SVO badges would be a reminder that 2.3 turbo Mustangs have a history of holding their value worse than Mustangs with no engines at all. You can buy a cherry storage-mile SVO for $5100. Then all you need to do is swap in a Windsor V8 and a differential that doesn’t look like it came off a riding mower. $5100 might buy a 200K mile GT with a history of abandonment from the same year. Another $5,000 might get it into paint. Another $5,000 might get you an interior as nice as the garage-stored SVO’s. Another $5,000 might get you the brake and chassis upgrades. Or you can throw away the SVO’s turbo engine and raise the car’s value three-fold.

        • 0 avatar
          DenverMike

          @ToddAtlasF1 – It’s “historic” ignorance that’s kept the SVO prices on the bargain side of the lot. Thank god. The dummy I got mine from (a minty, low miles, original), had the shifter on backwards (super long-reach!), he was an owner of a transmission shop (!) too, the turbo waste-gate was missing the (actuator) clip and wasn’t building any boost at all.

          It was still a reasonably quick, fun car, on the zero-boost test drive. So he took a Colt Vista Wagon, and a Charger turbo 2.2 automatic, both with high miles, average cond, mid ’80s for trade, since pregnant wife. The SVO was her daily.

          It’s like Mustang GT of its day that can actually turn/stop on a dime, and give you change.

          But don’t get crazy, contemporary Mustang GT’s don’t usually (or ever) “cross the line” at over $20,000 at auction, but SVOs do, recently and despite this widespread ignorance.

          bringatrailer.com/search/svo/

          bringatrailer.com/search/1986+mustang+gt/

          • 0 avatar
            ToddAtlasF1

            The most recent one went for $5500. I thought it was $5100. Good luck finding a garage-kept 57K mile GT for that. The only reason not to buy one is the tiny differential that came with the tiny engine. Swap that, and you have the best-equipped Fox Mustang to start your V8 project for the price of a 2.3 88 hp automatic in the same shape.

          • 0 avatar
            DenverMike

            Show any four-eyed Mustang GT selling at auction for over $20K. Not happening, not even close, they’re way too common, nothing compelling, etc.

            The 7.5 is tough enough, except for repeated, hard launch drag racing on slicks. My ’79 5.0 Mustang had the 7.5, 4.10:1 gears, posi locker, and sideways on the 1-2 shift constantly (street tires).

            In fact, all Mustangs, including the GT only came with the 7.5 rear end, until the ’87 model year. No exceptions. I wore out the rebuilt (bone stock) 302 engine in my ’79, from driving the thing like it was stolen for several years and not a peep from its 7.5 rear.

            But those that know will harvest the 2.3 from various turbo Fords for Hot Rod projects, sand rails and more. With factory all-forged internals, high nickle blocks, etc, it’s no Pinto motor.

            Good for 500+ HP on the stock long-block. A few hundred more with o-ringed heads, studs, billet pistons, etc.

            Factory boost was the highest of any turbo4 of its day, essentially doubling the HP of the base 4. Yeah it didn’t exactly set the world on fire, but it’s one of the few bright spots coming out the Malaise Era.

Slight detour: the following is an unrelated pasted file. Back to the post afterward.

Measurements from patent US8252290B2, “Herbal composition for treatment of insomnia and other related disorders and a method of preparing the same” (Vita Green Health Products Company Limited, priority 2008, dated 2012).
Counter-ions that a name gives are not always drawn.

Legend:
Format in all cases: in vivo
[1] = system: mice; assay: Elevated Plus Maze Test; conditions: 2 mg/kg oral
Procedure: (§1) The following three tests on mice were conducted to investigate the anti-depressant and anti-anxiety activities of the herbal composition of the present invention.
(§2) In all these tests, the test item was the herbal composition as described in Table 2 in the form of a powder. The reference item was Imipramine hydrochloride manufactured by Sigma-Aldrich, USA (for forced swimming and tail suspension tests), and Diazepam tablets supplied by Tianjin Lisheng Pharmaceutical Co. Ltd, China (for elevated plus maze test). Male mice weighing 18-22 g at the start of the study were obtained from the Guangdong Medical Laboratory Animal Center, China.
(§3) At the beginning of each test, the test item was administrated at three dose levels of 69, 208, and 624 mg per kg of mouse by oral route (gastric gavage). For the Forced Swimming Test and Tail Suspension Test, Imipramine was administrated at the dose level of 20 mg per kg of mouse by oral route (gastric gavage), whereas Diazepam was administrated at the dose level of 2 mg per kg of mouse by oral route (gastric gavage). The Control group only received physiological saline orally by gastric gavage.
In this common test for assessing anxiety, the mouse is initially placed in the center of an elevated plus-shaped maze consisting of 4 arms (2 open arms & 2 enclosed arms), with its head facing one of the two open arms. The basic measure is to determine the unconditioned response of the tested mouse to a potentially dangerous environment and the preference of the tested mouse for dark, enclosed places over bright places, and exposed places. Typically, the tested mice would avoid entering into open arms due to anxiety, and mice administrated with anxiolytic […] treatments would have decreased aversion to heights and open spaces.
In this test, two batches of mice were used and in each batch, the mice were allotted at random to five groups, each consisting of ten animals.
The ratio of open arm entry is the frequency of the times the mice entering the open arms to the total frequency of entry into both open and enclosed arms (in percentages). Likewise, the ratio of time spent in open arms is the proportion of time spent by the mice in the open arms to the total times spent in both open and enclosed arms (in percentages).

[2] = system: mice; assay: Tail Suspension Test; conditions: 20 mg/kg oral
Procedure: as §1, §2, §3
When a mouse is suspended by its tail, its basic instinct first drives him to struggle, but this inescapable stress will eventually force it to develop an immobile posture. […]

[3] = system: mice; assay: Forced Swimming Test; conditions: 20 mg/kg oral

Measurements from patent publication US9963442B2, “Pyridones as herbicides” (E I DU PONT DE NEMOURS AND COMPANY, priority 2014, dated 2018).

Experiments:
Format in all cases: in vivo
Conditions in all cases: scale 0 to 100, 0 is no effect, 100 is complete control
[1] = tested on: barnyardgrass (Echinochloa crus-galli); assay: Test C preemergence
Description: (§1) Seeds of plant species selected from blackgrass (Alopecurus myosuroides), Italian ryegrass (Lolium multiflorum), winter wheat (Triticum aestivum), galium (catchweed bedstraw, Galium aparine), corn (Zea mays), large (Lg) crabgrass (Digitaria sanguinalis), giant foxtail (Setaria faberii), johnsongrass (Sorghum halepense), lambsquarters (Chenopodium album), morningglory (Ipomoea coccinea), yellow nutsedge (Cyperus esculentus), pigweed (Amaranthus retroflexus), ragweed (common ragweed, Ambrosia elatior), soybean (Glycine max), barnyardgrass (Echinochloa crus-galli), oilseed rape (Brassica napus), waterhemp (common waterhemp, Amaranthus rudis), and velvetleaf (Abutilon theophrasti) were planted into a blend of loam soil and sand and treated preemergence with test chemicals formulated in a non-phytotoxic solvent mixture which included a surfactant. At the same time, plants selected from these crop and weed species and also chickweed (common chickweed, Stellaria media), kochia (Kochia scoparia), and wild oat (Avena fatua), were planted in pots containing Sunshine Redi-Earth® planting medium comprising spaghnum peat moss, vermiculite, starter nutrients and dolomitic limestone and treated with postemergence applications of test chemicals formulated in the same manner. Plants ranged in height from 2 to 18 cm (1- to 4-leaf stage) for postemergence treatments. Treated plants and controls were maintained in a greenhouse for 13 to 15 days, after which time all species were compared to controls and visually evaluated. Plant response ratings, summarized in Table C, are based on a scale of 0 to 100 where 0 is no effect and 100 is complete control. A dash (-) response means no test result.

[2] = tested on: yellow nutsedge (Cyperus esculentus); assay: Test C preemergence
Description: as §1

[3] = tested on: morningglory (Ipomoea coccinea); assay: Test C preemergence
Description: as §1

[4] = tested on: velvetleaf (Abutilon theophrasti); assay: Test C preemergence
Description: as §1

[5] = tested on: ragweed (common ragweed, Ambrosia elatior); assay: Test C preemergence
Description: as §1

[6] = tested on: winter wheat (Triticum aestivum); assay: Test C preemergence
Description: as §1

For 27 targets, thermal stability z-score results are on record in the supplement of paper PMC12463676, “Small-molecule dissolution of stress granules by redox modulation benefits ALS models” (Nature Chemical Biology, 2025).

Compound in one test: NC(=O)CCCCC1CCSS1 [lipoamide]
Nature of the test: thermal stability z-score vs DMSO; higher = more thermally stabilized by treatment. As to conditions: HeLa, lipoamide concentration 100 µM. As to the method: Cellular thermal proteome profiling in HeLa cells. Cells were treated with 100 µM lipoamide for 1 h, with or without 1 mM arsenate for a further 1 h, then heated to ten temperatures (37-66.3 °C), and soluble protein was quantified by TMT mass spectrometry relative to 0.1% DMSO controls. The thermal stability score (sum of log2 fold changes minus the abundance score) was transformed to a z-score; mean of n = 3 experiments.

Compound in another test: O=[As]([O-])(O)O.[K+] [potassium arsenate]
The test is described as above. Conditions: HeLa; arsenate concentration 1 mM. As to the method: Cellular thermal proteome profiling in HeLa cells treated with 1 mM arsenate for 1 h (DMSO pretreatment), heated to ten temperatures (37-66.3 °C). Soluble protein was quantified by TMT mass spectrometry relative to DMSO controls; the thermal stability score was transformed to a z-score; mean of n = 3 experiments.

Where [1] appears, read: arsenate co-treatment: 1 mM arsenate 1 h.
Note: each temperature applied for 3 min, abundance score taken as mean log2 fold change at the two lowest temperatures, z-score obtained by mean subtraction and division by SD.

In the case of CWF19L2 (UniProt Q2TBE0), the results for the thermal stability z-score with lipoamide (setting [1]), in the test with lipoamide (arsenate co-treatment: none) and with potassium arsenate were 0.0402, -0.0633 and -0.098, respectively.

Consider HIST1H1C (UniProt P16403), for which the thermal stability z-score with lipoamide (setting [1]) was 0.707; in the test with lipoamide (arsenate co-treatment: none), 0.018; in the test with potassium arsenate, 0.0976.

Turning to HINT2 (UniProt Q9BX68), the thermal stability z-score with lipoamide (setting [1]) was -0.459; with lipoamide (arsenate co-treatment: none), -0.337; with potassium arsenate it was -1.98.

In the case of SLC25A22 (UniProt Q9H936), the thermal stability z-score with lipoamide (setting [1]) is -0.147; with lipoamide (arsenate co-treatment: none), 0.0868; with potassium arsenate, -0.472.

• 0 avatar
            DenverMike

            The $5,500 SVO isn’t bad for the price, and the charcoal gray re-spray looks good, but no SVO came in charcoal gray originally. The wear on the interior is normal and it was obviously a daily driver at some point. Its many mods look tasteful enough for me, but the purist will balk.

            The original wheels are included but the pony wheels are a real detractor.

            The devil is in the details though. It’s missing the Marchal foglights, exhaust tips, and side molding on the quarter panels (behind the wheel wells). The original matte finish on the deck spoilers, spats, mirrors, etc was painted over.

            I like it since it’s far enough from original or mint to keep on modifying it, maybe a Volvo head, bigger turbo, and thrash on it daily, or abuse it every chance I get. The selling price was a fair deal for what the highest bidder got (and didn’t get).

        • 0 avatar
          Steve-O

          I disagree. I just sold my un-modified, bone-stock 1984 SVO for $8,000, quickl. I may have gotten more if I held out. It wasn’t perfect, but a good example of the breed.
          SVO prices are going up but obviously the SVO caters to a specific buyer, the ones who appreciate what it is.

          • 0 avatar
            DenverMike

            That’s decent money for a car almost no “enthusiasts” know about and grossly misunderstood. I only (test) drove one on a chance encounter and only then, knew I had to have one.

            Besides driving impressions, definitely the loudest turbo I’d heard on a car, and I’d driven about every ’80s turbo4 car (with manual trans) made in the era, but had been underwhelmed.

  • avatar
    jdmcomp

    Lets hope Ford has sorted out the problems with this engine, it has made headlines with failures again and again.

    • 0 avatar
      wayneoh

      Can you elaborate on this statement ?
      What sort of failures ?
      Thanks.

      • 0 avatar
        wayneoh

        Never mind, googled it myself. On Focus RS Forum, they have 52 documented blown headgaskets. All 2016 and 2017 models with one 2018. Apparently the Supplier shipped Mustang ecoboost head gaskets instead of the ones used on the Focus RS. ( slight difference in cooling passage ) and it wasn’t caught during assembly.